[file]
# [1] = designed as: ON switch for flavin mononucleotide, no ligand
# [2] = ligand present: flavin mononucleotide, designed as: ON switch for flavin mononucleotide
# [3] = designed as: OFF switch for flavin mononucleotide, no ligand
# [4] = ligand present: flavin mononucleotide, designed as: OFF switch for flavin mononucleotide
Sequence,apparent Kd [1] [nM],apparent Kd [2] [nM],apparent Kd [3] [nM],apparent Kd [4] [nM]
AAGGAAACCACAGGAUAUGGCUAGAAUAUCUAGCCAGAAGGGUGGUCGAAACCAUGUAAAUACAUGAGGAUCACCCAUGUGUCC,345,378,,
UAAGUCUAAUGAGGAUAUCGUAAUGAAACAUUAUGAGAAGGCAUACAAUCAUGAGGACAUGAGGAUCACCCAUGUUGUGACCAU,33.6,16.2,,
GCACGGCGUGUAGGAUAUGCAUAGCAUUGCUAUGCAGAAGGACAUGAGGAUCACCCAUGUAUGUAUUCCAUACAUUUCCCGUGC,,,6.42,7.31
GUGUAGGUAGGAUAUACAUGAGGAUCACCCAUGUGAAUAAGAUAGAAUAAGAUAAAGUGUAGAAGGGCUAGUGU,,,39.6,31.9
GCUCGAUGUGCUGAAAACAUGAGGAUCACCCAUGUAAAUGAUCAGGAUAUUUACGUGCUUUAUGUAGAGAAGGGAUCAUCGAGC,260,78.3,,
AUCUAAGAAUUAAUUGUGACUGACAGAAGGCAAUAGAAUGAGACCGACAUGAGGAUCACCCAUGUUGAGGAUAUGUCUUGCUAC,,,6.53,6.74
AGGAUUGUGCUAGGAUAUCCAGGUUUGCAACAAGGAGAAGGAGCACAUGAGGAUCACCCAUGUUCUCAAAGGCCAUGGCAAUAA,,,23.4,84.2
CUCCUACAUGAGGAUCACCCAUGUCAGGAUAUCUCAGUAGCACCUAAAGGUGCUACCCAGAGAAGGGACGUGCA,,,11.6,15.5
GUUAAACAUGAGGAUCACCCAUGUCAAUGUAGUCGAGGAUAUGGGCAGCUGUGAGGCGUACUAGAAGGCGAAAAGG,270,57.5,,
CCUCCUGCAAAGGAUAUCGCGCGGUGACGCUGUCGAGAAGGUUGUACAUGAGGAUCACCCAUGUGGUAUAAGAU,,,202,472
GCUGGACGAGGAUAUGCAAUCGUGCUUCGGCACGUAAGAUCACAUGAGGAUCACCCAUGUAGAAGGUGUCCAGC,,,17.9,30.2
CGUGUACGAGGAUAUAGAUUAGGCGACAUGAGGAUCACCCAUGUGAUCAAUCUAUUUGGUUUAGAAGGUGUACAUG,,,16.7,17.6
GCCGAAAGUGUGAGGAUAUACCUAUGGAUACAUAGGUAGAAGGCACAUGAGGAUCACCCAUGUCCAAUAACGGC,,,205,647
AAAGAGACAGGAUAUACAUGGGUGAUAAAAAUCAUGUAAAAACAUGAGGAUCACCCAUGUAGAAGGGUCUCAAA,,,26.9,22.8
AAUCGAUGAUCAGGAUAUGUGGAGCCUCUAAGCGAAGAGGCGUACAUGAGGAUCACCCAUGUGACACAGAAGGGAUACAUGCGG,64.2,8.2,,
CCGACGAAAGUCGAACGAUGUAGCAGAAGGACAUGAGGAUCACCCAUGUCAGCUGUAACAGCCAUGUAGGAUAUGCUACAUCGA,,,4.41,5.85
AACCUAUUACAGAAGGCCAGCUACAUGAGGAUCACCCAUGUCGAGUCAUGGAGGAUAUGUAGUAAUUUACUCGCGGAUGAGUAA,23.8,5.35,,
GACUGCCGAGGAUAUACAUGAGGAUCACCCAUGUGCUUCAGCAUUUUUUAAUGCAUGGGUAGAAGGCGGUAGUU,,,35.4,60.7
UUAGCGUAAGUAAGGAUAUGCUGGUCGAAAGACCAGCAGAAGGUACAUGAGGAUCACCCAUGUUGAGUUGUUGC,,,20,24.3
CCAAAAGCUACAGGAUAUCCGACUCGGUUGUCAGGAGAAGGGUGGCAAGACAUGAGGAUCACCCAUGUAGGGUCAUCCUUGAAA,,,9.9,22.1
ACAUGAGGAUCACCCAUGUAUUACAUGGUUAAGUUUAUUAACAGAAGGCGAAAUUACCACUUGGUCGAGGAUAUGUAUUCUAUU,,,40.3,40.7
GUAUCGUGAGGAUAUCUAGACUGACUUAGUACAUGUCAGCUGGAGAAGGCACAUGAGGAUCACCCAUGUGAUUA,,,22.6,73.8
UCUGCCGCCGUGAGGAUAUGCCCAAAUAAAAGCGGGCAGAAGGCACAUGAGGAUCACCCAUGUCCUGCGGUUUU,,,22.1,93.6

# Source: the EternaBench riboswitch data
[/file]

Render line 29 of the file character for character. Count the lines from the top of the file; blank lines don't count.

# Source: the EternaBench riboswitch data